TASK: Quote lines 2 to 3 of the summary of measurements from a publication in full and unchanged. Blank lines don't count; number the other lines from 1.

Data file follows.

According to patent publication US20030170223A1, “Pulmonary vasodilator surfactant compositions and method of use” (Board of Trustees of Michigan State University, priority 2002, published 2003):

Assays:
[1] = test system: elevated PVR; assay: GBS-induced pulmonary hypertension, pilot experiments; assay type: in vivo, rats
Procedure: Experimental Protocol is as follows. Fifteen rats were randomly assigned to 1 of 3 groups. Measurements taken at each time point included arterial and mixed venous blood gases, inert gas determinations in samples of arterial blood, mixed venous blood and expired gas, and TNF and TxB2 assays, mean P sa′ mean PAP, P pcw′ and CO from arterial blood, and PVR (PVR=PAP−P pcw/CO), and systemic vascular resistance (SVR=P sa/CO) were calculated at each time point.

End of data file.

Assays:
[1] = test system: elevated PVR; assay: GBS-induced pulmonary hypertension, pilot experiments; assay type: in vivo, rats